Limited mobility: Every woman has two careers – a homemaker and a working woman. These careers get automatically assigned to her, but I have never heard a man say that his profession is homemaking. When you have these two roles to play simultaneously, you are stuck in a kind of a maze where you run around trying to reach every destination at the same time. This limits your mobility. It’s essential to prioritise what you can realistically achieve in a day. Every day I come to office with a list of tasks, and I always categorise them according to their priority levels. Knowing what priority each task has keeps me sorted for the day.
Coping with the fear of failure: There is no one in this world, man or woman, who has never failed. It is important to acknowledge the fact that failure is not only inevitable, but also integral to your growth journey. One of the most revered figures in India, APJ Abdul Kalam, failed to become an IAF fighter pilot – his sole objective since childhood. But that failure enabled him to become so much more significant to the nation and its citizens. You mustn’t fear failures. Rather, you should embrace them. Keep yourself in high spirits regardless of the situation and always be driven towards your goal. It will help you evolve, both personally and professionally.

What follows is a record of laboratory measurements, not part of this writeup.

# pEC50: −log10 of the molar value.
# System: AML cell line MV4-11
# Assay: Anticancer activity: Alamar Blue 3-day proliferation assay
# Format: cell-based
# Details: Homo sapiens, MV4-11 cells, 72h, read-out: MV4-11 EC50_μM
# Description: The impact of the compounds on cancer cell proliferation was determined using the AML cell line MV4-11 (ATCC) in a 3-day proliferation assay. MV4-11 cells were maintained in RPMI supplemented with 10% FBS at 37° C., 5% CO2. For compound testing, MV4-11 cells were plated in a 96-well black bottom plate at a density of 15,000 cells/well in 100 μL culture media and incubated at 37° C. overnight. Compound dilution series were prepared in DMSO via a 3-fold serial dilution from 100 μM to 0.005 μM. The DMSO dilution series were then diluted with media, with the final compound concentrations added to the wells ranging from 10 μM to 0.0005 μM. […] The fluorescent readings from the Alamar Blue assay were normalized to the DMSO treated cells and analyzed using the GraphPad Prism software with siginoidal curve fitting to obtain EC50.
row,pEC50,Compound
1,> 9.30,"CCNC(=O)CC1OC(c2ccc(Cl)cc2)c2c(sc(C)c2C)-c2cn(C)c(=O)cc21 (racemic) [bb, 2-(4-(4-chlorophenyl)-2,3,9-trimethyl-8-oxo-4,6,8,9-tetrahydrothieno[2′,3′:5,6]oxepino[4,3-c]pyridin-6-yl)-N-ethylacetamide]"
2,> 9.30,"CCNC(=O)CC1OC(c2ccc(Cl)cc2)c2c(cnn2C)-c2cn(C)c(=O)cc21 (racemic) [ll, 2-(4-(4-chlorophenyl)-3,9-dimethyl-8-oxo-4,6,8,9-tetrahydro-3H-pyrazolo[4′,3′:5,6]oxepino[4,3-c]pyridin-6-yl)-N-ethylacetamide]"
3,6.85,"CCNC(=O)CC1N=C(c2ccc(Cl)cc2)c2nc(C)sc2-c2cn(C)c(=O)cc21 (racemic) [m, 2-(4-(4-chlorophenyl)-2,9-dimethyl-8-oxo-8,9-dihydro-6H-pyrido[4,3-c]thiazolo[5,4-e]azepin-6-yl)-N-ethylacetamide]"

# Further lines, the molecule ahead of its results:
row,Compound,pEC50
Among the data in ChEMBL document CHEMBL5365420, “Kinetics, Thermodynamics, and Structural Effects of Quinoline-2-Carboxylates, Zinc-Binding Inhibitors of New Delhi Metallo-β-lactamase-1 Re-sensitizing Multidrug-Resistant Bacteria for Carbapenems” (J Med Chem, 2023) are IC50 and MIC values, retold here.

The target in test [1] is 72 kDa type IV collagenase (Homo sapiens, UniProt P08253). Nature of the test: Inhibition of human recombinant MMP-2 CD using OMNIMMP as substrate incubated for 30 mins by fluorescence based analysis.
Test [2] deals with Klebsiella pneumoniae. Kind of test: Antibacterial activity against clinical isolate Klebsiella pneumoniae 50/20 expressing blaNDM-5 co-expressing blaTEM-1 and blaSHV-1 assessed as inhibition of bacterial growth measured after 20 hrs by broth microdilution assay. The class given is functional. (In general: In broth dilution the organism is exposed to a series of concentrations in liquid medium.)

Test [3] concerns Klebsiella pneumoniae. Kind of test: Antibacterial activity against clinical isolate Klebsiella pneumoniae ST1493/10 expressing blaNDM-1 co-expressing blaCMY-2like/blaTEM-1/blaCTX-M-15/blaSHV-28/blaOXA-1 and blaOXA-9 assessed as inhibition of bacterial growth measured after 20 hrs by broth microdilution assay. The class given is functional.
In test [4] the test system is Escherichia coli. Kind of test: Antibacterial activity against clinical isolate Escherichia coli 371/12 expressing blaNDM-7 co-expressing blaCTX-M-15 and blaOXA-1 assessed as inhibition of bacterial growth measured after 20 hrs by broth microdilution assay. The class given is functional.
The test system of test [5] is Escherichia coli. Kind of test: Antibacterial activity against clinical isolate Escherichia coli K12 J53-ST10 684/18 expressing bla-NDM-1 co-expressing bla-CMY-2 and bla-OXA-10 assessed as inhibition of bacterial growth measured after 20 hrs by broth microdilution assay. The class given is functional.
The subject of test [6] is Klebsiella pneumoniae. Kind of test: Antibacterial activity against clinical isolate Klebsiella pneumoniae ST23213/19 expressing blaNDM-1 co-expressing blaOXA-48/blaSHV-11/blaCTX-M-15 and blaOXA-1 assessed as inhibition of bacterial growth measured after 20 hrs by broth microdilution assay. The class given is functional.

From a macro perspective, platforms such as WEQ, NITI Aayog, Association of Lady Entrepreneurs of India (ALEAP), and Sheroes have unlocked networking, mentoring, and learning opportunities for women entrepreneurs to grow their businesses. There is still a need for more such platforms where women entrepreneurs do not have to face prejudice. A wider network of investors should welcome women-led initiatives and help them acquire the opportunities that ensure women empowerment in workplaces does not remain only a vision on paper, but become a realised dream.
(Disclaimer: The views and opinions expressed in this article are those of the author and do not necessarily reflect the views of YourStory.)